10      “[T]o have standing to sue, a party must have a personal stake in the outcome, and must be directly affected by the issues in controversy.”  Village of Slinger v. City of Hartford, 2002 WI App 187, ¶9, 256 Wis. 2d 859, 650 N.W.2d 81 (citation omitted).  The issue, then, is whether Chase sufficiently proved that it possesses the note and thus is entitled to enforce it.  A person entitled to enforce a negotiable instrument—here, the note—includes the “holder” of the instrument.  Wis. Stat. § 403.301. A holder generally is the person in possession of the negotiable instrument.  Wis. Stat. § 401.201(2)(km)1.  An instrument endorsed in blank “becomes payable to bearer and may be negotiated by transfer of possession alone until specially endorsed.”  Wis. Stat. § 403.205(2).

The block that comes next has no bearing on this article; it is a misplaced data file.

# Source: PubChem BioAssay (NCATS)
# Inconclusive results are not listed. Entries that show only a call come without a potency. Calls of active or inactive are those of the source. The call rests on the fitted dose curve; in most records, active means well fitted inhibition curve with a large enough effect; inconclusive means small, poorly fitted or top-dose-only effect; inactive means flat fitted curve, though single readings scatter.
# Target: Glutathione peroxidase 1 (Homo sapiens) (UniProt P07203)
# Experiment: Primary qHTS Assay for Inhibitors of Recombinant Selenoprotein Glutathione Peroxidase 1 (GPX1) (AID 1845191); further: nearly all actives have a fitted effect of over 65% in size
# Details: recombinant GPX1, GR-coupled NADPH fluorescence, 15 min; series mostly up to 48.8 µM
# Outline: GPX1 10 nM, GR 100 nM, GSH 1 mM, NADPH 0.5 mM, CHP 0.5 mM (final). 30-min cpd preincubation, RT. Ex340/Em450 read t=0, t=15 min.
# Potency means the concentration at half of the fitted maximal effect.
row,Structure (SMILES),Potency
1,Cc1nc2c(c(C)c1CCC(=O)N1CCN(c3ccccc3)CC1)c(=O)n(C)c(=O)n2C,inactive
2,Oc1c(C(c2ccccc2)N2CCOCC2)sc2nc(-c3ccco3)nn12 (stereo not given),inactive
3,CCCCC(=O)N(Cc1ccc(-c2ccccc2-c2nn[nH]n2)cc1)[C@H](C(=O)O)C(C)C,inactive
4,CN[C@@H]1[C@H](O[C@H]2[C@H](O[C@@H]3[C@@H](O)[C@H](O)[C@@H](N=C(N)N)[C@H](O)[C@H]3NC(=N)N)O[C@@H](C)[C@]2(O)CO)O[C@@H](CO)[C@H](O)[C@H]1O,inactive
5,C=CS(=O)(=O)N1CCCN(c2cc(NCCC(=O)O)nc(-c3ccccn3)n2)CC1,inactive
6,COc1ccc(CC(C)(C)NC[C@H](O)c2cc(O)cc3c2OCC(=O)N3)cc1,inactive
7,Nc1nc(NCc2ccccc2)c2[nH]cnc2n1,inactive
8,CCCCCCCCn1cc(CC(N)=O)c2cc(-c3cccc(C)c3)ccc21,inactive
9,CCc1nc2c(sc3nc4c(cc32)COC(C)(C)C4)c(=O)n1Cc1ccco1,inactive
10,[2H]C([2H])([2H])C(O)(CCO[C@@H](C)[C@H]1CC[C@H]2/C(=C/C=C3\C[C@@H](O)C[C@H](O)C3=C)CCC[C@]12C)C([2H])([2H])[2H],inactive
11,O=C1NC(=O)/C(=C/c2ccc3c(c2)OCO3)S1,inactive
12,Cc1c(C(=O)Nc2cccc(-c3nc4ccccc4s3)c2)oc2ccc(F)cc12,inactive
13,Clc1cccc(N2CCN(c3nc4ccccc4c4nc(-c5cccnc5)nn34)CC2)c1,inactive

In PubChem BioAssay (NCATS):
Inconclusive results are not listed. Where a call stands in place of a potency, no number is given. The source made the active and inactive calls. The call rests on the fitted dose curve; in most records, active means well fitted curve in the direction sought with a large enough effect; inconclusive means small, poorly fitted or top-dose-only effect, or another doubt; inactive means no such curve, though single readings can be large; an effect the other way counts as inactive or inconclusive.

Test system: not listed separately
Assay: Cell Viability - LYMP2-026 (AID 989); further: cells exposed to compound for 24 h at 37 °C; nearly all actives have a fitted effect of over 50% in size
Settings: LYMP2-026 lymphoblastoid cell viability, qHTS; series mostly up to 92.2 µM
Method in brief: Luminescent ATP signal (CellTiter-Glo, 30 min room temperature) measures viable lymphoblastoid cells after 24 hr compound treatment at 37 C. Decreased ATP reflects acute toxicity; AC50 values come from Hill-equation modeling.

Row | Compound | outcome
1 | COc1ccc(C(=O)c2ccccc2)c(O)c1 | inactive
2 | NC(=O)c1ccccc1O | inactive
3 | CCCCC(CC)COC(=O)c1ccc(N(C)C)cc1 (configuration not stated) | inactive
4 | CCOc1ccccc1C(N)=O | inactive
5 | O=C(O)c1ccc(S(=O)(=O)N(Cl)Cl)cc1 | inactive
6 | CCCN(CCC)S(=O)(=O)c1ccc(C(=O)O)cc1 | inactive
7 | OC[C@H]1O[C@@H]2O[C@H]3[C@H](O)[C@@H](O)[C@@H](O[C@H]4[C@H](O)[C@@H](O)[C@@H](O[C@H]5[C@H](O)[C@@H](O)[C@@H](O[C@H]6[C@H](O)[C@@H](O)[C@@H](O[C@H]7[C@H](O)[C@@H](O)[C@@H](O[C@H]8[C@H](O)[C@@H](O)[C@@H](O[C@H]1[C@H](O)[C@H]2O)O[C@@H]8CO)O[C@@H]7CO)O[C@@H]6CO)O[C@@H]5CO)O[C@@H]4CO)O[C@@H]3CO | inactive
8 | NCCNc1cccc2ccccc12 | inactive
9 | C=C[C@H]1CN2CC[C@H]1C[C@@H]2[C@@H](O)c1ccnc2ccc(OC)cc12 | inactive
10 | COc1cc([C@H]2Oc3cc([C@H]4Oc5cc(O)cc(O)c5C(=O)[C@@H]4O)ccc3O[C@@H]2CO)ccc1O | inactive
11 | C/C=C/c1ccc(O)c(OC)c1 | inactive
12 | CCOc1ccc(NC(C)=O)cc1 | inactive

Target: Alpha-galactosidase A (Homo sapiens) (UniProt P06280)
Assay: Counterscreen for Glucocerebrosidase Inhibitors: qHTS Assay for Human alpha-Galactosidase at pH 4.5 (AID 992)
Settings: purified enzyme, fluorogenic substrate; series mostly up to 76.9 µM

11      Chase submitted the affidavit of Chase Vice President Nicole Smiley.  Smiley averred she had access to Chase’s business records and to the Raatzes’ loan records in particular, that she had personal knowledge that Chase maintained the Raatzes’ loan records in the course of its regularly conducted business activities, that Chase batches and posts all transactions daily, that on October 29, 2002, the Raatzes executed a note secured by a mortgage, that Chase is the servicer and holder of the note, and that the Raatzes defaulted on their payment and never cured the default.  Chase produced the original note in discovery and at the October 3, 2013 hearing.  The note was endorsed in blank.  Raatz produced nothing to rebut Chase’s showing.  Chase, in possession of an instrument payable to its bearer, is a holder entitled to enforce its provisions.  See Wis. Stat. §§ 403.301, 403.205(2); see also PNC Bank, N.A. v. Bierbrauer, 2013 WI App 11, ¶12, 346 Wis. 2d 1, 827 N.W.2d 124 (2012).